Accused not to be disbelieved merely because they want to be acquitted
R v DeJeage: 2014 NUCJ 21(i). The Defendant’s motivation to lie In arriving at a decision on the credibility and reliability of the evidence of the Defendant, the Crown urges the Court to take into consideration the Defendant’s motivation to lie. The Crown argues that the Defendant will be inclined to hide from the truth in order to escape the personal consequences that would flow from a conviction and or sentencing.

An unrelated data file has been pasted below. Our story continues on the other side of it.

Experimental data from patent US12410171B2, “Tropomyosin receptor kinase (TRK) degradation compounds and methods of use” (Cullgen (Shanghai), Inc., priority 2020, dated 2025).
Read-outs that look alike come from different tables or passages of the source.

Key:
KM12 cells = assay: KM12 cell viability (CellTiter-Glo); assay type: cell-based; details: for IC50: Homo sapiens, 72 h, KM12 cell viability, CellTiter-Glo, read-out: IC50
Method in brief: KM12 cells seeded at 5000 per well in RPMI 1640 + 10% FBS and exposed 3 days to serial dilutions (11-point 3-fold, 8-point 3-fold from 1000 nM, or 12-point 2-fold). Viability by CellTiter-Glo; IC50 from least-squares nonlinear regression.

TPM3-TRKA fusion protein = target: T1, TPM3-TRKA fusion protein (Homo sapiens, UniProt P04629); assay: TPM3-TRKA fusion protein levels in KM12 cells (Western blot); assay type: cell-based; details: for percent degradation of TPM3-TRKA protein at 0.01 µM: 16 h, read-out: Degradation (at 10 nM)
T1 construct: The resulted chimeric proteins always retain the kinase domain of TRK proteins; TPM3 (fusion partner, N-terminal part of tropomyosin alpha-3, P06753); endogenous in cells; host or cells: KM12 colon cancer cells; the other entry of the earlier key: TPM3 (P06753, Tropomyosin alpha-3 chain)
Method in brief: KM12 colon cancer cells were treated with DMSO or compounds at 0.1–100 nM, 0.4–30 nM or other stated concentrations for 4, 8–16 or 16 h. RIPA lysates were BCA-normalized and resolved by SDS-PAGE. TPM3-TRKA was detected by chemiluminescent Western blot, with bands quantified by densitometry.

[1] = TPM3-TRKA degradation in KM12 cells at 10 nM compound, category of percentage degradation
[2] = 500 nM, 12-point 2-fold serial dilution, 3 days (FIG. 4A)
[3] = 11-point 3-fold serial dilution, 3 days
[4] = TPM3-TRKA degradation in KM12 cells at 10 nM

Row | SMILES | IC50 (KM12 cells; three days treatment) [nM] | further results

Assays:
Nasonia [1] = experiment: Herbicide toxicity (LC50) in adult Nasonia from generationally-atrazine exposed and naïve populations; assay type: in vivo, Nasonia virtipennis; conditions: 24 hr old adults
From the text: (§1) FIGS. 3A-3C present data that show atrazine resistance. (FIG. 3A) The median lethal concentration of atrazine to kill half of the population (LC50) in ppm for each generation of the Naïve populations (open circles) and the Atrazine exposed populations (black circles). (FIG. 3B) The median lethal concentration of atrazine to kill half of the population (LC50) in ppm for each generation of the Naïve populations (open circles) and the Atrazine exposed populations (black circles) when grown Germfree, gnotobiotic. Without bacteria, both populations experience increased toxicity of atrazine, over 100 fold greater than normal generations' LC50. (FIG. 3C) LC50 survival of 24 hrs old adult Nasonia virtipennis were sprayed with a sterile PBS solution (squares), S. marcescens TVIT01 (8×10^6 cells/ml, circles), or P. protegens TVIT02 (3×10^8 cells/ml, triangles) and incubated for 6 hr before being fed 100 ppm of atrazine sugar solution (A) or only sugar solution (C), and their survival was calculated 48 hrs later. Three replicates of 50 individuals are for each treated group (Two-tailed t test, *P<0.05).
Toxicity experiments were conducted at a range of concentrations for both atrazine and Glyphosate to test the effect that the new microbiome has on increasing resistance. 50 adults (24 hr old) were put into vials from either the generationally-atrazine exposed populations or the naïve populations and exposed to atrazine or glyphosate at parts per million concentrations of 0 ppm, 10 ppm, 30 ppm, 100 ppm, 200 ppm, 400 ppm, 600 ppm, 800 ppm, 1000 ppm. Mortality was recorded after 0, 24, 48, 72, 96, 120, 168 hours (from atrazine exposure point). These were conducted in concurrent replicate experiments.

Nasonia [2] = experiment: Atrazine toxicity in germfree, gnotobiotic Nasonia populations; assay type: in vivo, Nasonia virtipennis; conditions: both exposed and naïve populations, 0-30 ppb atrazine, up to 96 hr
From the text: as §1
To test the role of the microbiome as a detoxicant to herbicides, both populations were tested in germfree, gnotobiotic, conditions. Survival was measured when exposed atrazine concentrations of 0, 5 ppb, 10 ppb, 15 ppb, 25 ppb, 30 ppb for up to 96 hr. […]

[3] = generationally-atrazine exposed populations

This same argument might be made of any citizen who is charged with a criminal offence. The Crown would have this Court automatically discount a Defendant’s testimony because he or she is charged and is therefore presumed to be seeking to avoid punishment for a crime or crimes that he or she has committed.
 This Court emphatically repudiates this argument. Such an approach, if accepted, would undermine the presumption of innocence that has been the philosophical cornerstone of the criminal justice system for hundreds of years. The presumption of innocence must be the starting point of the Court’s deliberations. Nothing less will suffice.
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